TSA Watch: Take a picture of a checkpoint, go to jail?

Bridget Garrity recently saw a sign at Baltimore-Washington International Airport that made her turn off her cell phone a little faster.

“It said it’s against the law to take a photo or video of TSA doing their job,” she says.

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Garrity wanted to take a snapshot of the sign and send it to me, but she was afraid she might be breaking the law by doing that, too. And she knows a thing or two about rules; she’s a lawyer.

TSA is pretty clear about what is — and isn’t — allowed at checkpoints. You can take pictures as long as it doesn’t interfere with the screening process.

So what about those warnings? I asked the agency, and was told the signs weren’t TSA’s. So I checked with the airport.

A BWI representative said the signs were posted by the airport. They say:


Photographing or videotaping of security procedures, personnel or equipment is strictly prohibited.

COMAR 11 03.01.09 B (2)

COMAR is the Code of Maryland Regulations. Here’s the actual rule.

Notice anything? B (2) doesn’t mention anything about photography, just interference with screeners.

Is photography the same thing as interference? Not the last time I checked.

Here’s the interesting thing: TSA’s “photos are permitted” rule has one other exception, besides interfering with screeners, an action that it doesn’t clearly define and refused to define when I asked the agency. And that is, when it conflicts with state or local ordinances.

So a TSA screener at BWI could threaten to throw you in jail for taking his picture, citing BWI’s erroneous interpretation of Maryland law, and TSA would support him, citing its exception to its photography rules.

A little confusing, isn’t it? But it probably conflicts with federal law, according to attorney and photography law expert Bert Krages.

The general rule in the United States is that anyone may take photographs of whatever they want when they are in a public place or places where they have permission to take photographs.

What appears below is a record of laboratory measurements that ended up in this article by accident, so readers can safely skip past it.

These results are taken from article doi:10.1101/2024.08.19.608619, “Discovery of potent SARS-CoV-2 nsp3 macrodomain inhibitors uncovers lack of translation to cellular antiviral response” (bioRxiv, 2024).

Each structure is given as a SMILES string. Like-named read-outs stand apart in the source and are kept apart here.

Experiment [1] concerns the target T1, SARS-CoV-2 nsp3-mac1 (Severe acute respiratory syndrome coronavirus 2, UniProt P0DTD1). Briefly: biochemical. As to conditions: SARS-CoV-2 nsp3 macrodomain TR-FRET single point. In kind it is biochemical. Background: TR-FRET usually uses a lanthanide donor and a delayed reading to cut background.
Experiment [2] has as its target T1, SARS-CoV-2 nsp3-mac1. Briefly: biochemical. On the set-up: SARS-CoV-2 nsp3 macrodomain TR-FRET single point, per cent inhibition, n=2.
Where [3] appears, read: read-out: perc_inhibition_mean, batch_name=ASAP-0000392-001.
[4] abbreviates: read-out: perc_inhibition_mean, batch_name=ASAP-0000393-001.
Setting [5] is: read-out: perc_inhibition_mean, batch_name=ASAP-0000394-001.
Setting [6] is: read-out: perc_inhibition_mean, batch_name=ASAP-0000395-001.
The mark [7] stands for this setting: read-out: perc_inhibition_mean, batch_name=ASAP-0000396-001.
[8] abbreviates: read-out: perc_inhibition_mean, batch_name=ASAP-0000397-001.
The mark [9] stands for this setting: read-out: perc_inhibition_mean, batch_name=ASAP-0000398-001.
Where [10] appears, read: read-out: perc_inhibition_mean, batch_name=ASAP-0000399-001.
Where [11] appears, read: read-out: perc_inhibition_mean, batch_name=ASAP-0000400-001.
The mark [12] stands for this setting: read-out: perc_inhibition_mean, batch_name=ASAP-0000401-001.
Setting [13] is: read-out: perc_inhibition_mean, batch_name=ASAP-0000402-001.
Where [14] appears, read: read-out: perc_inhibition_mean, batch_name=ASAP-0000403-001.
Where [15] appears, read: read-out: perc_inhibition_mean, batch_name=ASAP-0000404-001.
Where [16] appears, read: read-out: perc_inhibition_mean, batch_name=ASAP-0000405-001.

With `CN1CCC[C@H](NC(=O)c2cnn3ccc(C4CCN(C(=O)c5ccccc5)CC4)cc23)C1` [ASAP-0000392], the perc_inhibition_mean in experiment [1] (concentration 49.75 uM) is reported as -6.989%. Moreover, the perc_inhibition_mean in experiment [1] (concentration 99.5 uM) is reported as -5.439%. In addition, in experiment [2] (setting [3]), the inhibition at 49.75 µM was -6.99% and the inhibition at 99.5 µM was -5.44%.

Absent a specific legal prohibition such as a statute or ordinance, you are legally entitled to take photographs. Examples of places that are traditionally considered public are streets, sidewalks, and public parks.

I’m fascinated by this apparent conflict, so I set out to do a broader story on photography in public places. I’ll have that article tomorrow.

I wanted to also bring in one of the voices of support. There are well-meaning people who believe photography can endanger our security. Ann Wolfer is an Army officer who left a comment on my Facebook page, explaining the problem.

In the very vast majority of cases where a security incident has occurred, it was determined that there had been a significant amount of surveillance and practice ahead of time, often involving video and photos.

I get that you feel your right to embarrass the government on YouTube is being infringed upon, but when these security incidents happen and hours of videos and hundreds of photos surface, the public asks (rightfully so) how the heck these people were permitted to gather all of this information without anyone apprehending them.

People just trying to take a picture of a bridge have good reason to be angry about being prevented. People trying to create an incident at a TSA check point so they can get themselves on the news, should stop trying to make this an issue about their “rights.”

She is, of course, referring to the Ryan Miklus incident — a confrontation I’ll revisit in tomorrow’s story.

If there’s a proven link between terrorism and photography, should we put our cameras away and let the TSA do its job? Or is our right to photograph agents in a public place so fundamental to our democracy that we should live with the consequences, whatever they may be?

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